This week I happened upon Really, Really, Really Easy Step-by-Step Digital Photography for Absolute Beginners. If you've been here before, you'll appreciate the appeal of this title. In fact, though the book is thorough, and proceeds at a a very cautious pace, it's also out of date in places, because it's linked to Picasa, which has updated since publication. The first pages are confusing, but then it's ok. (I've only gone through Part 1, on photo management. Part 2 is on getting creative with your camera. I'm up for that!)
Picasa is free downloadable photo management software from Google. I'm not finding it as straightforward as I expected, but I think it's a case of cutting loose from the manual, and experimenting. It's certainly pretty!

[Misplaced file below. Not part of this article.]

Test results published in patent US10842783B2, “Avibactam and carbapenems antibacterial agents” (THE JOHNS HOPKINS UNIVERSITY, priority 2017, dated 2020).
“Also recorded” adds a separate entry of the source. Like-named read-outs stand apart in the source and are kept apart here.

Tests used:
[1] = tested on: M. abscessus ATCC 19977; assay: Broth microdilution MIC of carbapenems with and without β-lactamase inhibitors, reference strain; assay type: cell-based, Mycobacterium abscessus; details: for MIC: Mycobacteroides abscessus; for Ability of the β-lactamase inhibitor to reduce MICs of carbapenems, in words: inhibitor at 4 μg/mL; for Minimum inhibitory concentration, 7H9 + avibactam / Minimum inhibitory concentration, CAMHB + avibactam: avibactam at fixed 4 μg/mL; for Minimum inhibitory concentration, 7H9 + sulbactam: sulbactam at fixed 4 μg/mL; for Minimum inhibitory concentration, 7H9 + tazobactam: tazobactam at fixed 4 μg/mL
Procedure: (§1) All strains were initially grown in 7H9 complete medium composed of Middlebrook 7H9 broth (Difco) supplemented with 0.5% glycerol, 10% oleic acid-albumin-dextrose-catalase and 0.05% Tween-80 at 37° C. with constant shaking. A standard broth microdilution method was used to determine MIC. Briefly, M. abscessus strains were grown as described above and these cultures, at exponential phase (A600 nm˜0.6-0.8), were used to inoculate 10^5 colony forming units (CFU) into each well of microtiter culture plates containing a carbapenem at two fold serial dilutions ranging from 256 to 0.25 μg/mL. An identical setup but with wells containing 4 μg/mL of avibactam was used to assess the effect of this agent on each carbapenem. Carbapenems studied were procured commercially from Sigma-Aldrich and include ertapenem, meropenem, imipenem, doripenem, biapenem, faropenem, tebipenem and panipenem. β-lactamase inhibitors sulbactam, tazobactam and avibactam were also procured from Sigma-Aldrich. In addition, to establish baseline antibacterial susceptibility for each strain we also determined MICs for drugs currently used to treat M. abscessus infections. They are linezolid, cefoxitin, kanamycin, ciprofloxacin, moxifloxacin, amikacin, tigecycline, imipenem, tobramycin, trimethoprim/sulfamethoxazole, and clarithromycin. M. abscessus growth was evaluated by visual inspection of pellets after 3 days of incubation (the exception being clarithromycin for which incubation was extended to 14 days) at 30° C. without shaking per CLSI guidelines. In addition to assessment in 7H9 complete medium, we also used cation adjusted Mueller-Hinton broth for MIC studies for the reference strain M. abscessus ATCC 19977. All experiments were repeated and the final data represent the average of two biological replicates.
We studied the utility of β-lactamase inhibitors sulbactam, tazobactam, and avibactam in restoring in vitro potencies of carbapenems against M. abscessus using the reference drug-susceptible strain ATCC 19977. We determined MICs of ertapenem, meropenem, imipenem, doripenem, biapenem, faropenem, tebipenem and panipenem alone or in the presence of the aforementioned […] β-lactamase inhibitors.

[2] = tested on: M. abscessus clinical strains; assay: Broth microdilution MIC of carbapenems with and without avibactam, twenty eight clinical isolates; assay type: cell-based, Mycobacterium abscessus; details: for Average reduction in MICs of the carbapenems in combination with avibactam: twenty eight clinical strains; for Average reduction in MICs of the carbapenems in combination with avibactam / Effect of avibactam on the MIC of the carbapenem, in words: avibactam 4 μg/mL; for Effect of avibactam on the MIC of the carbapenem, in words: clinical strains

The real appeal for me is the filing system, a scrolling gallery of all my photos - hundreds of them - displayed in albums (files) - in reverse date order from when they were taken - not when they were uploaded to the PC. Very useful.
Also valuable is the editing suite; my trusty little 3.2 mega-pixel Canon A510 is my favourite toy in the whole world BUT it is sooooo sloooow to flash, and soooooo slooooow to recover (plus the flash leeches colour from the subject at close range) that I often switch the flash off and hope for the best. Result: lots of dark shots.
Picasa has a comforting collection of
So, here's the outcome of a couple of days of manual-reading frustration, and a couple of hours' gleeful experimentation.
The original. In Scotland, Tarzan wears clothes, even in August.
Colour saturation and soft focus. I never thought I'd use this, because soft focus wedding photos and misty baby shots set my teeth on edge - Isn't reality gorgeous enough? I want to see detail!
But I like this! Dreams of Australia....
Maximum Shadows. (Picasa)
Negative (Corel Invert) of the Picasa Shadows edit.
Bi-colour threshold (No idea, sorry.) Also Corel.
My favourite edit: Corel Invert of the original image. Woo!